Every day in my job as a school bus driver, I help dozens of students across Lancaster County get to and from school safely. When my daughter’s caregivers can’t make it to our house some mornings, my 7-year-old daughter Iris becomes an unexpected passenger on my bus.
On days when the home care system is totally lacking for my medically fragile child, I have only two choices: either call Iris to be home with Iris, or bring her to work with me. With the current shortage of bus drivers grabbing Pennsylvania and the nation – and not wanting to leave the kids and parents who depend on me embarrassed – I often choose the latter.
I get up at 5:20 am for work, and on the days I have to take Iris out, it’s also her wake-up time. I’m sorry to interrupt his sleep, but I can’t be late for work. I don’t really need to say it again, but the current shortage of school bus drivers has made me too aware of the importance of our work.
Iris receives feeding tube medication: She was born with a rare genetic disorder that encompasses a multitude of conditions, including microcephaly, mild cerebral palsy, kidney abnormalities, autism, and digestive issues.
When she rides with me, I pack a heavy bag full of her supplies: a glucometer, thermometer, stethoscope, clothes, toys, and an insulated lunch box with formula, Pedialyte, and medication. I tie Iris to her special seat while we wait for the bus to warm up.
At each stop, I watch her in my rearview mirror. After the morning’s route was completed, she received a feeding tube in my car in my office parking lot. We rush home to get ready for his virtual school and various therapy sessions.
At 2 p.m., we take the bus back for the afternoon trip. She’ll have to miss her regular 3:30 p.m. meal on the bus, so I’ll give it to her as soon as we get home, but it’s going to ruin the rest of her scheduled feedings for the evening.
This is my daily reality, as a mother of a disabled child, and many parents face a similar situation. We rely on home helpers in a underfunded and understaffed industry.
For years, caregivers have shied away from the profession because of low wages and few advantages. The shortage of home helpers has only worsened due to the pandemic. But workers like me rely on them so that we can go to work every day and earn a living to support our families.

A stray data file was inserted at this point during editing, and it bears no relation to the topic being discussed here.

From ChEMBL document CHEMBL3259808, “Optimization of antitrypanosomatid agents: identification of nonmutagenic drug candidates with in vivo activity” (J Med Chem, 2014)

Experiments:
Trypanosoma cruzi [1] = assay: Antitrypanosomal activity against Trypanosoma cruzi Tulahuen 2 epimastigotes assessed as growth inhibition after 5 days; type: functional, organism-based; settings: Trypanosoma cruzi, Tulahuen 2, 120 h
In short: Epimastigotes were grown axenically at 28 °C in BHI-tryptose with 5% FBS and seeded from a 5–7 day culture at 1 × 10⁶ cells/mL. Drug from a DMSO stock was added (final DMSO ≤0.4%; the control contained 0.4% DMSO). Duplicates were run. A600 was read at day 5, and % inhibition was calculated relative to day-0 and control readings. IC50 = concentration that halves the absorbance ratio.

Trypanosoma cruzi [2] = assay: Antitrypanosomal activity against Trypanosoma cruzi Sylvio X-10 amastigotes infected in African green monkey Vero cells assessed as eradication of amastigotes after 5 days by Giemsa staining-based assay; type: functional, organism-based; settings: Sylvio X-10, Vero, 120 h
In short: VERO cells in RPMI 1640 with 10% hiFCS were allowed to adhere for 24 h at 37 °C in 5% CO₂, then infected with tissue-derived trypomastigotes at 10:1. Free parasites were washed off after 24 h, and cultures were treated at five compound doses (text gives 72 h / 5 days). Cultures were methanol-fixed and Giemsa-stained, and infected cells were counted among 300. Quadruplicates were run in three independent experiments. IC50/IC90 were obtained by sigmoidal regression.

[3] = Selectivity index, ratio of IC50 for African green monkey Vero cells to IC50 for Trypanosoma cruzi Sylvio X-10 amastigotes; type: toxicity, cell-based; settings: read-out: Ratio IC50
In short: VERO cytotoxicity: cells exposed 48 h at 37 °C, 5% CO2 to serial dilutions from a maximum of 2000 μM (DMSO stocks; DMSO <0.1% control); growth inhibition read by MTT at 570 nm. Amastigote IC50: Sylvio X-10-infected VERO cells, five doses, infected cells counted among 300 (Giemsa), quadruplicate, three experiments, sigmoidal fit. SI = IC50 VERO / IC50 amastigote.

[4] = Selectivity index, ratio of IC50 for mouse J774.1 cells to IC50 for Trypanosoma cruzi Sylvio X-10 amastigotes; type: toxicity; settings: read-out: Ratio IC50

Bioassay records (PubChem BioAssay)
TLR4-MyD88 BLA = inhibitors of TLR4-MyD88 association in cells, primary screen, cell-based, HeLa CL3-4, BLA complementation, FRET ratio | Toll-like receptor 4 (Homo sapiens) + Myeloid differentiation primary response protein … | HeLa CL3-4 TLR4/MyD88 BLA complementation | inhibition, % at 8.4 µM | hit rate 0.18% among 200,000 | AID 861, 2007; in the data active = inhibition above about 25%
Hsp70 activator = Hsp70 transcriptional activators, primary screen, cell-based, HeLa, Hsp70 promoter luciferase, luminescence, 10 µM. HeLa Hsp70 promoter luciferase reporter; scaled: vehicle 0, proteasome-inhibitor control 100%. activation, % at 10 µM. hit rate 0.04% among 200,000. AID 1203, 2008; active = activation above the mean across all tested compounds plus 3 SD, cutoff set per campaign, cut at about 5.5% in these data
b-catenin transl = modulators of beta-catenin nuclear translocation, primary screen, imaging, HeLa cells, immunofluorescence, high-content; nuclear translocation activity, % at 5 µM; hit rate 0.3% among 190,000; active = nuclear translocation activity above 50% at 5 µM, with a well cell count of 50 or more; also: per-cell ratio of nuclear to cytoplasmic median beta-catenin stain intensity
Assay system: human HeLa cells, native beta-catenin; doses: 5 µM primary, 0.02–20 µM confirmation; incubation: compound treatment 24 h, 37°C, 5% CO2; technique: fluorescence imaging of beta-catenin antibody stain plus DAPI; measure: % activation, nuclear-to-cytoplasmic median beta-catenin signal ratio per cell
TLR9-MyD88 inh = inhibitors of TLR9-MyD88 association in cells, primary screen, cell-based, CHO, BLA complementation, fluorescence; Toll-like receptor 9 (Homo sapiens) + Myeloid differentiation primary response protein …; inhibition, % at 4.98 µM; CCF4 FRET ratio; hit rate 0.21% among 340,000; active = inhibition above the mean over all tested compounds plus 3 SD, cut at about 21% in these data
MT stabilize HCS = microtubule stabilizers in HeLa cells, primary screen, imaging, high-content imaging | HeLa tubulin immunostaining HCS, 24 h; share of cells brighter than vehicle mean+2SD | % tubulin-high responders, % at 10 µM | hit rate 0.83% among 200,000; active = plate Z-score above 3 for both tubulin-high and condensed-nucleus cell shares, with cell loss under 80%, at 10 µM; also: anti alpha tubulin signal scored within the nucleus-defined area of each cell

I am grateful for the home health services that have allowed me to re-enter the workforce. Before I learned about home care, I couldn’t keep a job or even get three hours of sleep because she needed to have eyes on her at all times.
For years, I struggled to keep a job because I was constantly leaving to look after Iris when his services broke. One of the reasons I kept my job as a school bus driver for almost four years is that I can bring Iris with me. It’s not ideal, but it’s better than losing my job.
But even though Iris receives 500 hours of home care services through the Pennsylvania Department of Disability, there simply aren’t enough staff available to fill those hours. In the last month alone, almost a third of Iris’ care hours were not completed. It was up to me to take over.
In the current system, caregivers, parents and our children are all losers. But President Biden’s Build Back Better plan give me hope that it will not always be so. The bill invests in better training of caregivers, increases wages and creates jobs to address the shortage of caregivers. The House has passed this bill, but the Senate has yet to vote. And every day they wait is another day when kids like Iris don’t get the care they need.
I am optimistic with leaders like Senator Bob Casey who fought hard to include home care in the final bill. I am grateful to be represented by someone who recognizes the difficulties of families like mine. But we have to keep fighting until Build Back Better passes the Senate. As the school bus driver shortage in Pennsylvania continues, drivers like me need support to maintain this vital role.
My situation is not the easiest to manage, but without home care it would be a lot worse. Passing on Build Back Better will help fill caregiver shortages. And that will allow Iris to go to school and help me do the job that I love and that serves my community.
Sabrina Kareha lives in Lancaster County with her family.